A controversial law that would compel people to undergo a blood test if they spit or bite police officers and other public servants has been criticised by leading disease specialists for its potential to stigmatise marginalised communities, while also doing little to protect exposed workers.
A parliamentary inquiry is examining the NSW Government’s Mandatory Disease Testing Bill, which if passed will allow police officers to obtain a blood sample in situations where they are attacked by an assailant using bodily fluids.
The Berejiklian government introduced the bill in 2020 with the intention of helping workers recover vital information about what risk, if any, they may face from their exposure to saliva, blood, bites and other injuries.
Unions representing the state’s police officers and prison officers spoke in support of the legislation on Thursday and cited examples where assailants had bitten into their cheek to mix blood with their saliva, increasing the perception of risk to the exposed officer.
They said the bill would ease the high levels of anxiety workers face during these encounters on the streets, in hospitals and correctional settings.
“Offenders are using syringes as weapons, spitting mouthfuls of blood, or flinging/smearing bodily fluids to harm emergency service workers,” the Police Association of NSW said in its submission to the inquiry.
Statistics provided to the hearing stated that police officers encounter an average total of 450 incidents each year of bodily-fluid exposure. For prison officers the yearly average is roughly 130 incidents; for NSW Health workers the number amounts to more than 2,000 incidents.
“Test results will be highly useful information for the risk assessment and decisions regarding the treatment the emergency service worker will continue with,” the Association said.
But the inquiry also heard on Monday from health officials and disease specialists who cited serious concerns with the bill.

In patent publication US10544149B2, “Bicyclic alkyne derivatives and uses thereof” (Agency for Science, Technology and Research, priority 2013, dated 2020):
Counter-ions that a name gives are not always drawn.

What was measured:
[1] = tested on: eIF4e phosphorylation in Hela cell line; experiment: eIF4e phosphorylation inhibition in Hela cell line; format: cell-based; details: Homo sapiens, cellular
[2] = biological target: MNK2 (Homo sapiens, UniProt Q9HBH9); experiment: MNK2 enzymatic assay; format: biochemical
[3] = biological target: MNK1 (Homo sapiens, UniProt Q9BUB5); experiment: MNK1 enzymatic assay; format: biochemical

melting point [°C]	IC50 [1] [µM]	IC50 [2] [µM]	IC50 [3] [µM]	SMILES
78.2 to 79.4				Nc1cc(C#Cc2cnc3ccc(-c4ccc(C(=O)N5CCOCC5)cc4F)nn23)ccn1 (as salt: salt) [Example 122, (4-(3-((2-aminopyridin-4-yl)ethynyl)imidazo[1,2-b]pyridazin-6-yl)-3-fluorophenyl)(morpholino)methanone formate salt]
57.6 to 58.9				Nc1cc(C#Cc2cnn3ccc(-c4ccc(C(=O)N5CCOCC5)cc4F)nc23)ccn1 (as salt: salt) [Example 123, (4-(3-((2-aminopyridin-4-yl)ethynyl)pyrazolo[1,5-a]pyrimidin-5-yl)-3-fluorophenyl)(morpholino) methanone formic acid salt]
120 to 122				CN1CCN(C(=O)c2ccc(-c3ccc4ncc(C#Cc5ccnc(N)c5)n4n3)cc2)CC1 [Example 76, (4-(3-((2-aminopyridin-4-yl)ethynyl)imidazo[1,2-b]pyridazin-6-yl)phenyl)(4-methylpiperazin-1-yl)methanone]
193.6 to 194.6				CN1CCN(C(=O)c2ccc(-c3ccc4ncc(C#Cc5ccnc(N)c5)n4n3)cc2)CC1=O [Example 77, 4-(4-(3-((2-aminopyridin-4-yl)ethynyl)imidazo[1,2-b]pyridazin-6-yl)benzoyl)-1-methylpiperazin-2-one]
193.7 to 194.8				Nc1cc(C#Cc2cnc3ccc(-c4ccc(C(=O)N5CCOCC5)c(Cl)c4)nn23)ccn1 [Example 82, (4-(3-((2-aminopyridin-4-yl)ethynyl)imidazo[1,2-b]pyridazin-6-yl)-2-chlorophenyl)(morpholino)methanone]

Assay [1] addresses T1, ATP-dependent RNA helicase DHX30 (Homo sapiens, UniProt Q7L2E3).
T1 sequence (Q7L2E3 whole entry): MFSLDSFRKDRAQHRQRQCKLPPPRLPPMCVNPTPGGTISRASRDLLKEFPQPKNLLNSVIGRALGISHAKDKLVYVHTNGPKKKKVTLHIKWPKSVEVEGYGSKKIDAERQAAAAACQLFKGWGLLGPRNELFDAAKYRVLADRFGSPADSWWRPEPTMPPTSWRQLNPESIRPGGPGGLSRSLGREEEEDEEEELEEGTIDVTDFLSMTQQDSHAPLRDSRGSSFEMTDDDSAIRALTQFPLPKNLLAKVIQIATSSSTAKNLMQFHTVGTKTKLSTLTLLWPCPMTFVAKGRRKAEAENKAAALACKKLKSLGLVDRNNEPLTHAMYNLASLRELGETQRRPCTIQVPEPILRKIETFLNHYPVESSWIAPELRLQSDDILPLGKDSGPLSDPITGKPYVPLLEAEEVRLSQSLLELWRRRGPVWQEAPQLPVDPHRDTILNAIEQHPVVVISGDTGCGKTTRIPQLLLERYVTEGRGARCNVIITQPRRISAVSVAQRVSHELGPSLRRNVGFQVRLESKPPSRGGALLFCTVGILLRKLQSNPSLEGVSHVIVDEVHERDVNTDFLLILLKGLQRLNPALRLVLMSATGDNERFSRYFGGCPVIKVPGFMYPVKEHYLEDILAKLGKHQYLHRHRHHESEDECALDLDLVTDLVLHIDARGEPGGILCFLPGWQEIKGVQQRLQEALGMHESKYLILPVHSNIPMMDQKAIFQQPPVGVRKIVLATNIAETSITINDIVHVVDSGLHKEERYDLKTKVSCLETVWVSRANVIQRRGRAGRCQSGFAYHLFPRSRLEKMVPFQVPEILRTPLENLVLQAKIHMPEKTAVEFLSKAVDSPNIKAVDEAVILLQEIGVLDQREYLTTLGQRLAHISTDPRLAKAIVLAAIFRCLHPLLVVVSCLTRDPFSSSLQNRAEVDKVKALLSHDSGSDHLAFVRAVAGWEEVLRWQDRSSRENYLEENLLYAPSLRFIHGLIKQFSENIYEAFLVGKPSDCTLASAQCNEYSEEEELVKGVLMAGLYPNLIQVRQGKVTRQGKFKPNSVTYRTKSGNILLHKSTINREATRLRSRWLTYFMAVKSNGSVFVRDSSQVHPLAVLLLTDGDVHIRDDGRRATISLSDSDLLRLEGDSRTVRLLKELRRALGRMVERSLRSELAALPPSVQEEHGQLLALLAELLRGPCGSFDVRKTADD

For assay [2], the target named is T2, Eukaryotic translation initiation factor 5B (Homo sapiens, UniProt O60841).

They said it would have a negligible effect on reducing the anxiety of workers, who would be better served by being educated about the transmissibility of diseases. Existing protocols had also so far prevented any cases of blood-borne virus transmissions, including HIV/AIDS, Hepatitis B and Hepatitis C, for nearly two decades.
“There have been no transmissions to frontline workers in 17 years and, when correctly followed, these protocols have never failed to prevent blood-borne virus transmission,” said Dr Nicholas Medland, President of the Australian Society of HIV.
“Non-consensual testing is against medical ethics. It’s dangerous and may lead to further incidents of exposure,” he said.
Nicholas Parkhill, CEO of ACON, a government-funded community organisation focused on ending HIV prevalence in the community, said the bill would also provide “false reassurance” to public sector workers, describing the measure as “fear driven” and at odds with the views of doctors, epidemiologists and public health experts.
“It creates unnecessary costs to an already stretched health system and allows testing to occur where there is no risk of transmission,” he said. “HIV simply does not get passed on through spitting.”
Committee members also queried officials on the possibility of disease transmission through saliva and biting. They were told that HIV is not able to be transmitted through saliva, while biting carried a “negligible” risk. The inquiry heard Hepititis B and C were both blood-borne viruses and there was no evidence of transmission through saliva, kissing, biting.
Approximately 0.1 per cent of the Australian population is currently living with HIV, the independent MP Alex Greenwich told parliament during parliamentary debate concerning the bill in November.
The inquiry heard frontline workers already receive vaccinations for Hepatitis B and the number of people living with Hepatitis C in NSW is minimal. There is no vaccination for Hepatitis C, but it does have a cure: a tablet which has to be taken weekly for eight to 12 weeks, which is 95-98 per cent effective.
“The vast majority of cases, even if there were bloodstained saliva spitting at somebody, it would not require post-exposure prophylaxis,” said Steven Drew, chief executive of Hepatitis NSW.
He said the bill, while undoubtedly well-intentioned, sought to respond to a “highly unlikely health risk” and disproportionately affected disadvantaged people who would come in contact with people.
“Treating a minor exposure as if it’s a major exposure is not going to make a person less anxious,” he said.
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